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Acacia plantations in Vietnam: research and knowledge application to secure a sustainable future
- Nambiar, EK Sadanandan, Harwood, Christopher E, Kien, Nguyen Duc
- Southern forests 2015 v.77 no.1 pp. 1-10
- Acacia, climate, disease resistance, exports, forests, genotype, growers, income, monitoring, plantations, rural economics, soil, stand management, tree breeding, tree diseases, wood, Vietnam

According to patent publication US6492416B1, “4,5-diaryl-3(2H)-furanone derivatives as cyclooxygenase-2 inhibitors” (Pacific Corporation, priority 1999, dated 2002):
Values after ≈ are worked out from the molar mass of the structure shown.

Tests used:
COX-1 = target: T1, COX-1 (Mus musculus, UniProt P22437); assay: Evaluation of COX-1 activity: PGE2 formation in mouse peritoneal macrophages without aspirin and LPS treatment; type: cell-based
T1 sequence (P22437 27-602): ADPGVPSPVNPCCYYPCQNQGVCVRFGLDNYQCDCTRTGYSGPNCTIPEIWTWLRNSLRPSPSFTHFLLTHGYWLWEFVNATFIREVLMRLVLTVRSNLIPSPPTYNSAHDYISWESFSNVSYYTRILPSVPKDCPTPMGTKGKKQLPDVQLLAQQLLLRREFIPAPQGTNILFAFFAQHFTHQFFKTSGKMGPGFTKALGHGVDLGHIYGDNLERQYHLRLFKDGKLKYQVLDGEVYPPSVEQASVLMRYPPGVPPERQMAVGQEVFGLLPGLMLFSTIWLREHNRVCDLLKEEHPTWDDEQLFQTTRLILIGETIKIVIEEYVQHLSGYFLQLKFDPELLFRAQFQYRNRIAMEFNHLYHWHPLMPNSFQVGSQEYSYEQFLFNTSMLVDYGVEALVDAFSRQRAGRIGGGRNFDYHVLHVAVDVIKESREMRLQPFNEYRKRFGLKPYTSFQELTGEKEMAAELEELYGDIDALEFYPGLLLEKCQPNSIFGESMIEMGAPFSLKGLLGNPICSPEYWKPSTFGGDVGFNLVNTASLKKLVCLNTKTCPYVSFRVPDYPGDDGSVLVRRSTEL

- Vietnam has established 1.1 million ha of acacia plantations for wood production, managed on 5- to 10-year rotation cycles. Nearly 50% of the resource is managed by small growers holding 1–5 ha woodlots. Acacia plantations have emerged as an important resource for supporting the rural economy and national export revenue. Given the range of climate, terrain, soils, management inputs and skills, plantation productivity varies from 10 to 25 m ³ ha ⁻¹ y ⁻¹. Future growth of this sector will depend on improving and sustaining production from the current land base, much of which is already in its second or third rotation. Although studies on sustainable production are limited, available information suggests good prospects for increasing production and improving soils. Breeding has produced genotypes with potential for increasing growth, but this has not generally been matched by sustainable soil and stand management practices. Several current practices warrant immediate change, based on sustainability principles. Internationally, research has established the need for conserving site resources and other judicious management practices. Vietnam should adopt these principles and develop locally appropriate practices to implement them. Greater efforts are required on surveillance of major diseases and tree breeding to improve disease resistance. Because acacia plantations deliver high economic benefits and there are opportunities for improving productivity, an R&D strategy focused on underpinning sustainable management and application would serve the nation well. Key elements include commitments to adaptive research for achieving impacts, effective partnerships between public and private organisations, fostering an integrated approach to management, and special attention to the needs of smallholder growers.